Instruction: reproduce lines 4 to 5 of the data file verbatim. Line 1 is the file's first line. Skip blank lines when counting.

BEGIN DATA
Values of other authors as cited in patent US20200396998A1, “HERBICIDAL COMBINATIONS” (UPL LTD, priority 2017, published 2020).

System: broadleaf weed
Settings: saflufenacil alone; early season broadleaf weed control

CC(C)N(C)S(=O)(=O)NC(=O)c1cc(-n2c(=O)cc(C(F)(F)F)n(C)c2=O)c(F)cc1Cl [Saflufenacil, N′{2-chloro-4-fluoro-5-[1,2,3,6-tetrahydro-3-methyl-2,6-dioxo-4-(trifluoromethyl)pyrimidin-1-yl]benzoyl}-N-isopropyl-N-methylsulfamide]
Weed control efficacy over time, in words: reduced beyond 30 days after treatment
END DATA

CC(C)N(C)S(=O)(=O)NC(=O)c1cc(-n2c(=O)cc(C(F)(F)F)n(C)c2=O)c(F)cc1Cl [Saflufenacil, N′{2-chloro-4-fluoro-5-[1,2,3,6-tetrahydro-3-methyl-2,6-dioxo-4-(trifluoromethyl)pyrimidin-1-yl]benzoyl}-N-isopropyl-N-methylsulfamide]
Weed control efficacy over time, in words: reduced beyond 30 days after treatment